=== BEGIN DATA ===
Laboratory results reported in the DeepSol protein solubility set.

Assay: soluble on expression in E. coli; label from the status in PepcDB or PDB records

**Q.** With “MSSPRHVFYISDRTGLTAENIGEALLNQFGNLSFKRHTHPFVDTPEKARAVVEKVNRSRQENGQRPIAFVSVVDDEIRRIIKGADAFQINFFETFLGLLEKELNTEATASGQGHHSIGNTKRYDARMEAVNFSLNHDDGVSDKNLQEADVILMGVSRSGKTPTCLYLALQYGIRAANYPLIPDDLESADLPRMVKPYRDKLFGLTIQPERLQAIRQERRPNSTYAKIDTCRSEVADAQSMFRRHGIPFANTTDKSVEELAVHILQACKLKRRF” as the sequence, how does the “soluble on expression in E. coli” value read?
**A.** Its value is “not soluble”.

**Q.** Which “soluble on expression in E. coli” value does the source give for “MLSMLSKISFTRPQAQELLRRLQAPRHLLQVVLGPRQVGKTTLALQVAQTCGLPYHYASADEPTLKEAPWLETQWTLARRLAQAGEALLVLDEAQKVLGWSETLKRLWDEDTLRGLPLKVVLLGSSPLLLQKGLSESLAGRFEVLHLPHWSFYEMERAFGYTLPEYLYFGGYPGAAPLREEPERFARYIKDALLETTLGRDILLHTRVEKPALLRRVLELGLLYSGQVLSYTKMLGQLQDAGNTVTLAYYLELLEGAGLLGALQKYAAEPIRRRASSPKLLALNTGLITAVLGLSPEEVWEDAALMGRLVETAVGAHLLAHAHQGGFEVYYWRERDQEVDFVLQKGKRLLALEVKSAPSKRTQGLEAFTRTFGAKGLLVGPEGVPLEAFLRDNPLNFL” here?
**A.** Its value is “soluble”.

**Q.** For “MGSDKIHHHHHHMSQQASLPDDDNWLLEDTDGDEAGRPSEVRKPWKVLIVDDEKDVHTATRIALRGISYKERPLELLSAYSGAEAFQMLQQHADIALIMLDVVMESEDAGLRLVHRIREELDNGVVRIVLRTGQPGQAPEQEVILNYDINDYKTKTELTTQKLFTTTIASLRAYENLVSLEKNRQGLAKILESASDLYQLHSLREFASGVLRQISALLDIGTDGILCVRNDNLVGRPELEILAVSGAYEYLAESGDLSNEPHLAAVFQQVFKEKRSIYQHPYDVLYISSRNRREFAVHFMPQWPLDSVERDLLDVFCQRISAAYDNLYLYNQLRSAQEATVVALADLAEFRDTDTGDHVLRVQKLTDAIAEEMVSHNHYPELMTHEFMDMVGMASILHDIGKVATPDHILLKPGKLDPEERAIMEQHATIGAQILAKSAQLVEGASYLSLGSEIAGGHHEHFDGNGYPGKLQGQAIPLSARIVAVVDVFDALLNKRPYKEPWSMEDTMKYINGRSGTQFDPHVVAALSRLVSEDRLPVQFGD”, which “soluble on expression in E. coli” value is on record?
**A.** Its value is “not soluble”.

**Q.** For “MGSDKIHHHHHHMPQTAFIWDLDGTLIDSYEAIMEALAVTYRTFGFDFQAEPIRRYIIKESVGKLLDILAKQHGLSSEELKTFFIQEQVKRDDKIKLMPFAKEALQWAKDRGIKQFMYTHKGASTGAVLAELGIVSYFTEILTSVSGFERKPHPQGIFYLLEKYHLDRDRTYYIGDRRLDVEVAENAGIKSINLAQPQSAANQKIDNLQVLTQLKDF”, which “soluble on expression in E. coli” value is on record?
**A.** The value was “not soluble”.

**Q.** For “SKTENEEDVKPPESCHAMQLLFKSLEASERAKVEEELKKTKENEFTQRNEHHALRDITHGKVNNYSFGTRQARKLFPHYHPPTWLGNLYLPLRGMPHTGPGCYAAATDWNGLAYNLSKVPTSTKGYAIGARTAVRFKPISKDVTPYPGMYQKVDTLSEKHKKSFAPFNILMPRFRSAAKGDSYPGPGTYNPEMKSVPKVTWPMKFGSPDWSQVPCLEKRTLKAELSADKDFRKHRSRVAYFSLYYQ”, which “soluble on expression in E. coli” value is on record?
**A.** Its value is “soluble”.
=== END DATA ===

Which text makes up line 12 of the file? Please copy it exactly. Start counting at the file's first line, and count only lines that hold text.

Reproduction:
**A.** Its value is “soluble”.